Second Journalist Accuses New York Post of Racism

MANHATTAN (CN) – A second black editorial employee claims The New York Post fired him because he complained of “a patently racist cartoon depicting two white police officers shooting to death a crazed chimpanzee meant to represent President Barack Obama.” The Post’s only “female editor of color” sued the newspaper on similar allegations in November.




     The now-notorious cartoon shows a chimpanzee shot to death by two policemen in an alley, with one of the officers saying, “They’ll have to find someone else to write the next stimulus bill.”
     In his federal complaint, Austin Fenner claims “the racial animus at the Post was further exemplified on February 18, 2009,” when the newspaper published the offensive cartoon.
     “As an African-American man familiar with the history in this country of black people being portrayed as gorillas, apes and monkey, Mr. Fenner recognized the racist nature of the cartoon and was deeply offended that his employers would publish a cartoon implicitly approving of the assassination of the first black President of the united States while likening him to a dead monkey,” the complaint states.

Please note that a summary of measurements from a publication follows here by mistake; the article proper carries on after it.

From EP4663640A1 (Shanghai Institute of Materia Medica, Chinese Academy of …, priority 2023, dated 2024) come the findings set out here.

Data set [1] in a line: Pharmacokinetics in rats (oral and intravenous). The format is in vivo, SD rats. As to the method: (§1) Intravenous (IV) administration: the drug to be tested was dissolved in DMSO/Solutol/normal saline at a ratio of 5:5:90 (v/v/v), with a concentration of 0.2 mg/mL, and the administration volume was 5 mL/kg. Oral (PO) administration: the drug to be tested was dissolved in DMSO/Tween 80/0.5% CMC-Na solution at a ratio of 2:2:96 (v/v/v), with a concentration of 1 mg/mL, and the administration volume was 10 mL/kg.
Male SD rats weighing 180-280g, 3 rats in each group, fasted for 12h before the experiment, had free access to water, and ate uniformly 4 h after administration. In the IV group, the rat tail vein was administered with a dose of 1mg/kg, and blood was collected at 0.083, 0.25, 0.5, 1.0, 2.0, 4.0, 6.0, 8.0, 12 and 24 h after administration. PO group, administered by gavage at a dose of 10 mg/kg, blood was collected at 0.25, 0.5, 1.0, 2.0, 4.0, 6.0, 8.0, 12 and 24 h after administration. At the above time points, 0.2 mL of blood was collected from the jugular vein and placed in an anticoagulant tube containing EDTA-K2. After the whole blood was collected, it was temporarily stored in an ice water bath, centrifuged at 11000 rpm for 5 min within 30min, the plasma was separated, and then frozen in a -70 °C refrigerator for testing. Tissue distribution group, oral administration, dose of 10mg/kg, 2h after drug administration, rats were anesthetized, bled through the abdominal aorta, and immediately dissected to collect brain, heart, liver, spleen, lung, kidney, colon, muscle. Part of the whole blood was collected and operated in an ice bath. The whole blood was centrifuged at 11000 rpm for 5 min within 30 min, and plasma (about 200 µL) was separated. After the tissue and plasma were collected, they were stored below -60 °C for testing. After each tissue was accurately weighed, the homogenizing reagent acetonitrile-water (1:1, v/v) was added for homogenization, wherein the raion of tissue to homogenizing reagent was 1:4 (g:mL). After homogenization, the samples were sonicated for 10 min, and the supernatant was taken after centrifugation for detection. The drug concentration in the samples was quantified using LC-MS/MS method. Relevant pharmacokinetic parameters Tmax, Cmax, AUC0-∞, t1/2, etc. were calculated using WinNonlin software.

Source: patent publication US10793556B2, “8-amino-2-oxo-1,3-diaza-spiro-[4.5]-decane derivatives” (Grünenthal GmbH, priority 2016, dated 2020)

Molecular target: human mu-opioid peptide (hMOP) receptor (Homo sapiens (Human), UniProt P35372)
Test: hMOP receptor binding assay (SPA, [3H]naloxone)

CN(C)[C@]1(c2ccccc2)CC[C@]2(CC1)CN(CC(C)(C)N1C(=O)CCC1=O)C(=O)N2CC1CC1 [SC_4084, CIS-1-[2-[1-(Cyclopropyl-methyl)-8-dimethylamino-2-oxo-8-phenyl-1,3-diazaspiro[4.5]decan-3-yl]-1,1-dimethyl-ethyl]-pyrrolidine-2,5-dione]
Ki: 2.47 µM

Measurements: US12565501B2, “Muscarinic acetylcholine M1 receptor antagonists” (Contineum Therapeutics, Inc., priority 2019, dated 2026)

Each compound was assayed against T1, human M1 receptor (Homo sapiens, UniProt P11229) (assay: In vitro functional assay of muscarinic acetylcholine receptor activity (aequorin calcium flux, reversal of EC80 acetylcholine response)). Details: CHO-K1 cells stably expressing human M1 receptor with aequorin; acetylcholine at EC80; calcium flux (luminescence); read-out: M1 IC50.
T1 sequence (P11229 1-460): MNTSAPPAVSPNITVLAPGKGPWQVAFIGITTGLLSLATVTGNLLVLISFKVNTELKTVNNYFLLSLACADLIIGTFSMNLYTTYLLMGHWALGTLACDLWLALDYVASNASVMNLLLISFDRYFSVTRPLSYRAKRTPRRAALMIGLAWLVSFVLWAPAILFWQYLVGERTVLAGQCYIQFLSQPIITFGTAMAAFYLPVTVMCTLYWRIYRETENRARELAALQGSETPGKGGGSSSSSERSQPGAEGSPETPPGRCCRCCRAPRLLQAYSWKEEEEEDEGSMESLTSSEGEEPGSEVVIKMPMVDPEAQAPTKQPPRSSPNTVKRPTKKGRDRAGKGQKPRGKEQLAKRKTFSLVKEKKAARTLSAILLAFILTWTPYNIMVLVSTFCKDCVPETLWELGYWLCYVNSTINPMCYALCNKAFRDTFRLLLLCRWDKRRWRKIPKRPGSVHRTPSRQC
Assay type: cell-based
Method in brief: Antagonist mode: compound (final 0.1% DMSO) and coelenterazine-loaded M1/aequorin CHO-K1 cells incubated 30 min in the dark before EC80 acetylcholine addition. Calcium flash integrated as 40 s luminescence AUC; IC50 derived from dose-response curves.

It continues: “The Company fostered an environment such that any employee with the courage to complain about the discrimination that pervades the workplace, whether directly to management or in a public forum, would be subjected to unlawful retaliation by, among other things, stripping them of their job duties, openly and unfairly criticizing their work performance, denying them necessary told to successfully perform their job and unlawfully terminating their employment.”
     That’s what happened to him after he “opposed the racist cartoon,” Fenner says. He was fired on Nov. 9.
     Before he was fired Fenner says, “White editors at the Post routinely humiliated and openly cursed at (him) … even banning him from the newsroom for over five months based on his race and/or color.”
     He seeks reinstatement, lost wages and punitive damages. He is represented by Kenneth Thompson with Thompson, Wigdor & Gilly.
     In the previous complaint, Sandra Guzman, who described herself as an Emmy Award-winning journalist, said the Post harassed and fired her after she complained about its publishing “a racist, offensive and dangerous cartoon suggesting the assassination of President Barack Obama.”
     In her complaint in New York County Court, Guzman said she was the national tabloid’s only female editor of color. She too is represented by Kenneth Thompson.

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